As the House prepares to move mandatory E-Verify legislation this summer, growers and business owners in Georgia are speaking up about the serious problems they are grappling with due to their state’s version of the law. As the drumbeat grows louder in Georgia, we wonder if the noise will reach Washington, where Rep. Lamar Smith (R-TX) is proposing E-Verify as an economic cure-all and the cornerstone of the Republicans’ jobs program. Unfortunately for Mr. Smith, and as Georgia demonstrates, the burdens, costs, and consequences of E-Verify for small businesses, the agriculture industry, and ultimately, taxpayers and consumers, are astronomical.
According to Frank Sharry, Executive Director of America’s Voice Education Fund, “Washington take note. Judging by Lamar Smith’s ‘logic,’ unemployed Americans by the thousands should be flocking to Georgia to line up in the fields to fill the labor void left by the experienced immigrant workforce that has fled due to the state’s law. Instead, Georgia is learning–through rotting food and higher prices–that short-sighted laws have consequences, that workers aren’t interchangeable, and that yes, in fact, immigrant workers are the backbone of our nation’s agriculture industry. As Georgia makes clear, mandatory E-Verify isn’t a jobs program, it’s an economic disaster of the highest order and a full-fledged assault on one of America’s prized industries.”
Will Washington listen to these grower voices from Georgia?
Rotting Crops and Loss of Experienced Workers:
- “What we began hearing in mid- to late May was many of our migrant workers, they were not coming to Georgia. Farmers are short on harvest labor 30 to 50 percent. You don’t have a whole lot of window — that crop has to come out or it’ll spoil.” – Charles Hall, executive director of the Georgia Fruit & Vegetable Grower’s Association.
- “For these guys picking peaches across the state of Georgia, that’s their career. They do good work and you can’t find that quality of work anywhere else.” – Drew Echols, farm manager at Jaemor Farms in Alto, GA to the Gainseville Times.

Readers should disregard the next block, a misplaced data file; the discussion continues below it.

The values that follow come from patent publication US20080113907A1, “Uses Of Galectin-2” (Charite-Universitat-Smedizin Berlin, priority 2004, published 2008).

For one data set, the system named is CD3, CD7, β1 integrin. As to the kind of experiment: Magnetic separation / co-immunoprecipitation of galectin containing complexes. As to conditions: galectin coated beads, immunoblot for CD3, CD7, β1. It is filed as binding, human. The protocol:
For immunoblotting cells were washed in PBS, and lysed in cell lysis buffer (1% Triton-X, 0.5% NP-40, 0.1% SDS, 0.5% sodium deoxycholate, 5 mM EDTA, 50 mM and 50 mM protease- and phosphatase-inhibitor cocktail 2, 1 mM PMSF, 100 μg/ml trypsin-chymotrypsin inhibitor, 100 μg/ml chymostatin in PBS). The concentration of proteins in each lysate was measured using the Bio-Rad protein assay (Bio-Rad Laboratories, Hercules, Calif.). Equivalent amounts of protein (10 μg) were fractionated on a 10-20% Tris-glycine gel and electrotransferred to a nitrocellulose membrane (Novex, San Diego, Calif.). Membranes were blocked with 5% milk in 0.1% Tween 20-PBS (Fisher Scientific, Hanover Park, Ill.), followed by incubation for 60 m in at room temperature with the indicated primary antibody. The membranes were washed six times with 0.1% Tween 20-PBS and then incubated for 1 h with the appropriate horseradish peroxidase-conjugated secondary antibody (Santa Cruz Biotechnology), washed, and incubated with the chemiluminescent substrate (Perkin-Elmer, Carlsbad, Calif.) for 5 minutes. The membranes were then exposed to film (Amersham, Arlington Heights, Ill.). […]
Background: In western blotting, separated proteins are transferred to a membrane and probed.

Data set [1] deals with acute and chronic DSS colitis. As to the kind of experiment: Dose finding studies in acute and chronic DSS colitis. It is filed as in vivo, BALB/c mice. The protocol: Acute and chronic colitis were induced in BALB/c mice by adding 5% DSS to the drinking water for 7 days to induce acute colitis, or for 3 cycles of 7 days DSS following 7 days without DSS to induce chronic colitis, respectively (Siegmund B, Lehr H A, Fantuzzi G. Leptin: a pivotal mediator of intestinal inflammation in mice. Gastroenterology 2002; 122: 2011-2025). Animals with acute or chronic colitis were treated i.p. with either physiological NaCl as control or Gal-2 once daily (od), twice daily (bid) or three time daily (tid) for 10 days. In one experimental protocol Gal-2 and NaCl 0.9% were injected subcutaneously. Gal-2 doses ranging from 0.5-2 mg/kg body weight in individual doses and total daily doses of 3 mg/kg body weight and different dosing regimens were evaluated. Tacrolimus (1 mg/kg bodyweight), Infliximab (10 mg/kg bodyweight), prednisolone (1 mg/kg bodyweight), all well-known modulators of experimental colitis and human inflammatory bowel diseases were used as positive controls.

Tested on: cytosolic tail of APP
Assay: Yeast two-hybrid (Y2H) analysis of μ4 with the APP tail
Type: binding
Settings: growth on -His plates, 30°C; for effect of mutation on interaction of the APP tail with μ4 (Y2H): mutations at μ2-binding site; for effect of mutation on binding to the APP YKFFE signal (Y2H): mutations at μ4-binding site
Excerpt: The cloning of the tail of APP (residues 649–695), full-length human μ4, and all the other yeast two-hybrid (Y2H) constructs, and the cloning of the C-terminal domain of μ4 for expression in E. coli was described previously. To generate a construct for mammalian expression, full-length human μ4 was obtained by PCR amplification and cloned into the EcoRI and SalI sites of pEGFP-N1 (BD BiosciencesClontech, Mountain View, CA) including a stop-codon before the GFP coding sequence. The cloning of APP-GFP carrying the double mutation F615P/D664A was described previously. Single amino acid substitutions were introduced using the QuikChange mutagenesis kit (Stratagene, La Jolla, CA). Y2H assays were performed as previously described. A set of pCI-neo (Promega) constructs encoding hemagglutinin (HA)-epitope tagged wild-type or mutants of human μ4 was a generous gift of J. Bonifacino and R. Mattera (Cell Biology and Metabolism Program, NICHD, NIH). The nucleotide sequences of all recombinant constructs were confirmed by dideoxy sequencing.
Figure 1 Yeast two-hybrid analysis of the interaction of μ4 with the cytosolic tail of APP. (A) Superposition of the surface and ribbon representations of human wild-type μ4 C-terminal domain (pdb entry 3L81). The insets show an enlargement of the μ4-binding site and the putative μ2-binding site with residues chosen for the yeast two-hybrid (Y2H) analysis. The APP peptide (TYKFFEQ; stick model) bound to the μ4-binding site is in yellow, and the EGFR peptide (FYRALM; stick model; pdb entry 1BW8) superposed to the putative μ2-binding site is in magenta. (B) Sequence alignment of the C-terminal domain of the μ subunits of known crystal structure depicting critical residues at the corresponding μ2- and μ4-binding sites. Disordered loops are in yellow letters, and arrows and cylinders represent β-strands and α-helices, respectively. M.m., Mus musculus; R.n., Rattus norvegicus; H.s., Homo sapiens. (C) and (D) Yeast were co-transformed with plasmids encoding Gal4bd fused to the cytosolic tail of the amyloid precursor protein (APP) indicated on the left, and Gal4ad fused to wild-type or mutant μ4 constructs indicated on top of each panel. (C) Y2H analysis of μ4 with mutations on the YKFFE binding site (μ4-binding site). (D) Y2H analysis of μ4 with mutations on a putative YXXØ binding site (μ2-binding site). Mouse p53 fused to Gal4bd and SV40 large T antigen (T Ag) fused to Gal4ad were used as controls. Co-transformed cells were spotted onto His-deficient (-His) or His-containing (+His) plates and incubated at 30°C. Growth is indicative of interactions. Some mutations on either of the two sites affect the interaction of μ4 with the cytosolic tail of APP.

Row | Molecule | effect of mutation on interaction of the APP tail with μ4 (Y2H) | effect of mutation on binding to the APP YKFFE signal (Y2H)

- “It’s appalling, because they didn’t think through the implications, at the farm level. It’s like a witch hunt that tells immigrants: ‘we want you gone.” – Gary Paulk, sixth-generation blackberry farmer and former county chair of Gov. Nathan Deal’s gubernatorial campaign to Time.
Economic Damage to the State and Consumers:
- “Fruits and vegetables in Georgia were worth $1.1 billion. We could see a $200 (million) to $250 million loss, potentially. The consumer may or may not see a difference in price.” – Charles Hall, executive director of the Georgia Fruit & Vegetable Grower’s Association.
- “A state survey released this month reveals the scope of the farm industry’s problems: There are as many as 11,080 farming jobs open in Georgia now, or about 14 percent of the full-time positions that are filled in the industry annually. Farmers are warning this problem could reach metro Atlanta as the labor gap could boost prices in local grocery stores.” – The Atlanta Journal-Constitution reporting on the impact the law is already having on the state’s ag industry.
Costs for Small Businesses
- “In recent weeks, one-third of his 300 field workers have fled. His request for state temporary workers hasn’t been answered. Now, Paulk expects to abandon about 25% of his 125 acres, at a projected loss of $250,000 this season.” – Recent impact of law on Gary Paulk, sixth-generation blackberry farmer and former county chair of Gov. Nathan Deal’s gubernatorial campaign as characterized by Time.
- “Many of our farmers don’t have a human resources department … there might be personnel costs and loss of productivity. You have the person first, then you E-Verify. It’s a three-week period. If you fire an employee (before the period is over) you could get a discrimination suit. It’s not a good situation.” – Georgia Poultry Federation President, Mike Giles to the Gainesville Times.
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